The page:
It is a secure and sure way to close the digital divide by increasing access and connectivity to reduce climate-vulnerability, and put women, youth, indigenous peoples, and communities in fragile and climate-vulnerable areas at the centre of adaptation planning.

Investing in digital payment infrastructure and extending essential digital services to regions most affected by climate change, holds a better and bolder promise for responding to extreme weather and transforming despair into hope for millions of Africans.

Financial innovations by the private sector need to be spurred on with public funds. Adoption efforts by households need to be more affordable to inspire up-take. Yet, the squeeze on public finances across the continent is palpable.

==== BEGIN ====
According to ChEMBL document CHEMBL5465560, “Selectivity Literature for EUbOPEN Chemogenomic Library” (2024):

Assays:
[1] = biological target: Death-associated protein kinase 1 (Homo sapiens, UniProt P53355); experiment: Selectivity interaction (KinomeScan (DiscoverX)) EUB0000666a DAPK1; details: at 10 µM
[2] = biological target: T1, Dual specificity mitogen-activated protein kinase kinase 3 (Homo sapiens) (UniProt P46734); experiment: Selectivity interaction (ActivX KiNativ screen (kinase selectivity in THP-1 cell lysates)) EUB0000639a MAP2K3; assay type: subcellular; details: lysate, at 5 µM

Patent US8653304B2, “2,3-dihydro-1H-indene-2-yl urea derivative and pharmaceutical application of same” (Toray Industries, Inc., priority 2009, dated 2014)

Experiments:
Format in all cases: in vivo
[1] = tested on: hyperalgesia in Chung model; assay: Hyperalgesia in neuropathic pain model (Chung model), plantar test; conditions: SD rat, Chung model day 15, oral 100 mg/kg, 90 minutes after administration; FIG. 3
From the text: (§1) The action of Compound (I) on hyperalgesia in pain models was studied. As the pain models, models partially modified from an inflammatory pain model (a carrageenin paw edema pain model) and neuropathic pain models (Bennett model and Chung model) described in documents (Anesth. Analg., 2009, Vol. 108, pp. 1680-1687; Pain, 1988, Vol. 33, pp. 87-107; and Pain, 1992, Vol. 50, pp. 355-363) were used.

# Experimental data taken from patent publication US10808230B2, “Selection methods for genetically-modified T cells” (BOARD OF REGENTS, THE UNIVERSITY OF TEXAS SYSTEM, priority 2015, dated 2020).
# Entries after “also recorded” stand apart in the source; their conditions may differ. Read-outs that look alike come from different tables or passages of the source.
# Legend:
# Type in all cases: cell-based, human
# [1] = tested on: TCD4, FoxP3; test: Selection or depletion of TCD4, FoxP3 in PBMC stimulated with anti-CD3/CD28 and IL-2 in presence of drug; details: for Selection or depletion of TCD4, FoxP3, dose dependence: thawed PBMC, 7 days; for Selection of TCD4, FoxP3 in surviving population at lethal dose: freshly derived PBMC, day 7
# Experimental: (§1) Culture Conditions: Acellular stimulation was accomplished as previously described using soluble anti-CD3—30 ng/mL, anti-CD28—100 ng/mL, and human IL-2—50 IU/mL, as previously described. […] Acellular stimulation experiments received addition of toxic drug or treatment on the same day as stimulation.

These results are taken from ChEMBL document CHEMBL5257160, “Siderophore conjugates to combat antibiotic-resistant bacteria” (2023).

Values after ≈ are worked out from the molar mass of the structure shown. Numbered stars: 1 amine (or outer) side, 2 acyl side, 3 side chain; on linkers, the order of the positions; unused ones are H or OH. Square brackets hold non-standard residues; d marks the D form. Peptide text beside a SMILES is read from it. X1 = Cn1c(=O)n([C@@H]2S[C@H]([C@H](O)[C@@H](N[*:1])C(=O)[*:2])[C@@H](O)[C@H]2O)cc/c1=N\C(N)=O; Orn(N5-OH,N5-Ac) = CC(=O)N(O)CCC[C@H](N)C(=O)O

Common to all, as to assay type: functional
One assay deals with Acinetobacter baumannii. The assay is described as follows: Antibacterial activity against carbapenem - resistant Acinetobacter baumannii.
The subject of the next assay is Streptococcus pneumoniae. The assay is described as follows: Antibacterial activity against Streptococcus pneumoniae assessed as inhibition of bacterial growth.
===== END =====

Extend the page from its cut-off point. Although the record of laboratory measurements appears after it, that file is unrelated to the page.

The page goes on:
Over 60% of low-income countries are in, or at high risk of, debt distress, while access to capital markets is constrained with prohibitive cost of borrowing. This leaves little room to fund these and other critical investments in support of climate action.

The world needs to deploy all the tools to protect our planet and people. Fortunately, critical voices were raised and heard at COP28. What remains is actions: actions that enable countries to actualise historic agreements and invest in known solutions. The ‘call to action’ on Responsible Payment Systems is a call to ‘lead by example’ at all levels for the sake of our common humanity.

The author is the Minister of Finance

The article was first published on www.theafricareport .com